Cycles, Trends & Forecasts subscribers would have heard me preach many times that advances in technology feed directly into land prices.
This is something completely missed in the mainstream — it’s never mentioned.
The large economic institutions are still taking bets on when house prices will tank based on shifts in the cash rate.
They simply cannot see the bigger picture that the technological boom will sink into the price of land — leading us to peak in 2026.
The connection between technology and the land cycle formed the base of Henry George’s 1879 magnum opus, Progress and Poverty — An Inquiry into the Cause of Industrial Depressions and of Increase of Want with Increase of Wealth.
George wanted to know why, as economies progress, does poverty increase?
Why doesn’t the opposite happen?
Why doesn’t technology provide us with more time and leisure, and less need to work and toil?
The answer is of course that land prices absorb the gains of innovation.
Fred Harrison calls this ‘The Law of Absorb’.
And as land prices increase — the split between the haves and have-nots broadens further.
There are many examples we can use to demonstrate.
It’s commonly observed in areas close to transport innovation.
Businesses that could have benefited from the improved connectivity face higher costs for establishing their operations near the hubs.
The same can be said of new innovations that lower the price of construction.
We saw it in the 1950s — some 70 years ago.
William Levitt — nicknamed ‘The King of Suburbia’ and ‘Inventor of the Suburb’ — used mass-production techniques to construct large developments of houses, eponymously named ‘Levittowns’.
They were sold for less than $10,000 — all equipped with modern facilities and within an easy car commute of work zones.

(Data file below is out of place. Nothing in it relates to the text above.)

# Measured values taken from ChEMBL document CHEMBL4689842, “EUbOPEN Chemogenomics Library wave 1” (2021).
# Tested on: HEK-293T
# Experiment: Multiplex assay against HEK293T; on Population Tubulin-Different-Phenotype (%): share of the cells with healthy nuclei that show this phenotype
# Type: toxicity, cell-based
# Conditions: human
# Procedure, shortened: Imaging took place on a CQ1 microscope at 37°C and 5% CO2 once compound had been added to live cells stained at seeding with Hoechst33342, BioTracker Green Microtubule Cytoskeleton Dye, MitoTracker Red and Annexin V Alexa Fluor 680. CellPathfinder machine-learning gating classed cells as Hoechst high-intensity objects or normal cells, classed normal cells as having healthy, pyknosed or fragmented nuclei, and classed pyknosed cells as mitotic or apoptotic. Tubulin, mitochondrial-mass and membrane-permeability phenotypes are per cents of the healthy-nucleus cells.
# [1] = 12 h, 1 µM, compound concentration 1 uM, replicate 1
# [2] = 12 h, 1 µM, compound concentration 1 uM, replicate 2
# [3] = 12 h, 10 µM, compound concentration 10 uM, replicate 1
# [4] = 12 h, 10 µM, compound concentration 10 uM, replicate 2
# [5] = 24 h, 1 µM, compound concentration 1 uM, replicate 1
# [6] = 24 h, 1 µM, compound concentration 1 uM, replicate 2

Many other relatively inexpensive suburban developments soon appeared throughout the country.
The assembly-line approach enabled workers to churn out houses at an incredible pace.
It jump-started the suburbanisation of the US, dramatically changed the way homebuilders built, and altered the expectations of homebuyers.
To keep down lumber costs, the Levitts bought their own forests and sawmills.
They purchased appliances direct from manufacturers, and even made their own nails.
The first two-bedroom cookie-cutter houses they produced were a mere $7,500 — allowing a profit of $1000 per house.
Once the technology was widely adopted and the available land sites built out, the price of land absorbed the savings and the cycle continued its upward run into the 1970s collapse.
Similar disruption within the construction industry is evolving right now.
The innovation is 3D printing.
The idea is not new.
It’s been around since the early 1980s.
3D printing of items such as shoe designs, furniture, wax castings, amputee limbs, jewellery, tools, tripods, gift and toys is common.
Automotive and aviation industries use 3D printers to make parts.
But to use it for the mass production of houses is another level altogether.
To date, progress has been slow.
At least, it was prior to COVID hitting.
Now there is an urgency not seen since Levitt created suburbia to meet demand from tens of thousands returning from War.
The challenge is getting a prototype that is viable for mass production.
The other is complying with local building regulations that are not designed to accommodate new designs outside of the rectangular boxes we currently live in.